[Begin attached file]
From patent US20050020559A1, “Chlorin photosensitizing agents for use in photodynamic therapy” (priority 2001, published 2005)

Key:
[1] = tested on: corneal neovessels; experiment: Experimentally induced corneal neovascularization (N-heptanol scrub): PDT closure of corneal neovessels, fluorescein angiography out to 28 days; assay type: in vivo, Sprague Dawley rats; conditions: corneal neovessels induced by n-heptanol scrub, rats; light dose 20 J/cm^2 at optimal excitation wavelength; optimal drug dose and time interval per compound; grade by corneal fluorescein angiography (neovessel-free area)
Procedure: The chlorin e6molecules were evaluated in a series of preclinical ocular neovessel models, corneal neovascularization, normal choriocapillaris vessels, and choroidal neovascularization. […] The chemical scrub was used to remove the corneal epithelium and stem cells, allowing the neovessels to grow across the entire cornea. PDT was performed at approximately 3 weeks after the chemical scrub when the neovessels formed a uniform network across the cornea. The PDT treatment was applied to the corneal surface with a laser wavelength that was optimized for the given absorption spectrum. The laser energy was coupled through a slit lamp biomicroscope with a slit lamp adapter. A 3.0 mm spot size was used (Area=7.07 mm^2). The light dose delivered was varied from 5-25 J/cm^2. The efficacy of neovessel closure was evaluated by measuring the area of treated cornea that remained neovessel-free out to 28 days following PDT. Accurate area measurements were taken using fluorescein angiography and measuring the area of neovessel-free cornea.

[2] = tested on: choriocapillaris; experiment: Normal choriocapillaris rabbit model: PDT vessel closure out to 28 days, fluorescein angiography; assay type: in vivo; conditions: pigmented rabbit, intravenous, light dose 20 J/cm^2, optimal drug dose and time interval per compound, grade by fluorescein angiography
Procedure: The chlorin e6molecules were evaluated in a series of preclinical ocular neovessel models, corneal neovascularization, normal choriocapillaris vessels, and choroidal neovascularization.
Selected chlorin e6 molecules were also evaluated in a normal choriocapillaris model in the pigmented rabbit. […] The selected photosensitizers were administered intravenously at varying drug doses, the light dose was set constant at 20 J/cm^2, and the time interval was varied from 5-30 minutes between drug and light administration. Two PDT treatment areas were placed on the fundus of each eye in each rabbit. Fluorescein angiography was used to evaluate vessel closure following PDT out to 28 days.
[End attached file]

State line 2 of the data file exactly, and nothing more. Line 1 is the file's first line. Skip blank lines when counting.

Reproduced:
Key: